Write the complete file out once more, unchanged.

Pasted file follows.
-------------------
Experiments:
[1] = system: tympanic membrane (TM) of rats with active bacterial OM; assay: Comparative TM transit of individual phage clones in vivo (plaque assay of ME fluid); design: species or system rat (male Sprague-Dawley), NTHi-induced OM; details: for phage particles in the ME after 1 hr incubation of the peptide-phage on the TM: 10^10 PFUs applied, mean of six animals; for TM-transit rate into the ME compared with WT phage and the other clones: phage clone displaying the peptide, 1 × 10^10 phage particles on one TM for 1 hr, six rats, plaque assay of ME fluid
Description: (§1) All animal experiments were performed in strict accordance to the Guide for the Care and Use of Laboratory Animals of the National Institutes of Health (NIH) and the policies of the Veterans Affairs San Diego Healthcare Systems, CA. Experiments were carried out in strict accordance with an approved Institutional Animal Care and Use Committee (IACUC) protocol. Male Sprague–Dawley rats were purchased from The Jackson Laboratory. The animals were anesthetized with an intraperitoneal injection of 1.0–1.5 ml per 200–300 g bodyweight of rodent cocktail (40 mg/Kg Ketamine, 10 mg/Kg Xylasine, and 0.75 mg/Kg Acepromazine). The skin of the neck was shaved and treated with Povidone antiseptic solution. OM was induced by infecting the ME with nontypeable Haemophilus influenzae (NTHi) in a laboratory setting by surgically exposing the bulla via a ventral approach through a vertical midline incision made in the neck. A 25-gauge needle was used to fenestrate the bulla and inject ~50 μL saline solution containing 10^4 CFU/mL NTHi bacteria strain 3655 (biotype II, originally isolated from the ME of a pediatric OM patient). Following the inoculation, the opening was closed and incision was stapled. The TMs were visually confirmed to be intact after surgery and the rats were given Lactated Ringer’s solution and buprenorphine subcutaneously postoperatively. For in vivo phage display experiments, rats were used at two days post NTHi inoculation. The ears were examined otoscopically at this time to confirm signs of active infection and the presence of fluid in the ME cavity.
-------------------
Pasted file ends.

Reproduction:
Experiments:
[1] = system: tympanic membrane (TM) of rats with active bacterial OM; assay: Comparative TM transit of individual phage clones in vivo (plaque assay of ME fluid); design: species or system rat (male Sprague-Dawley), NTHi-induced OM; details: for phage particles in the ME after 1 hr incubation of the peptide-phage on the TM: 10^10 PFUs applied, mean of six animals; for TM-transit rate into the ME compared with WT phage and the other clones: phage clone displaying the peptide, 1 × 10^10 phage particles on one TM for 1 hr, six rats, plaque assay of ME fluid
Description: (§1) All animal experiments were performed in strict accordance to the Guide for the Care and Use of Laboratory Animals of the National Institutes of Health (NIH) and the policies of the Veterans Affairs San Diego Healthcare Systems, CA. Experiments were carried out in strict accordance with an approved Institutional Animal Care and Use Committee (IACUC) protocol. Male Sprague–Dawley rats were purchased from The Jackson Laboratory. The animals were anesthetized with an intraperitoneal injection of 1.0–1.5 ml per 200–300 g bodyweight of rodent cocktail (40 mg/Kg Ketamine, 10 mg/Kg Xylasine, and 0.75 mg/Kg Acepromazine). The skin of the neck was shaved and treated with Povidone antiseptic solution. OM was induced by infecting the ME with nontypeable Haemophilus influenzae (NTHi) in a laboratory setting by surgically exposing the bulla via a ventral approach through a vertical midline incision made in the neck. A 25-gauge needle was used to fenestrate the bulla and inject ~50 μL saline solution containing 10^4 CFU/mL NTHi bacteria strain 3655 (biotype II, originally isolated from the ME of a pediatric OM patient). Following the inoculation, the opening was closed and incision was stapled. The TMs were visually confirmed to be intact after surgery and the rats were given Lactated Ringer’s solution and buprenorphine subcutaneously postoperatively. For in vivo phage display experiments, rats were used at two days post NTHi inoculation. The ears were examined otoscopically at this time to confirm signs of active infection and the presence of fluid in the ME cavity.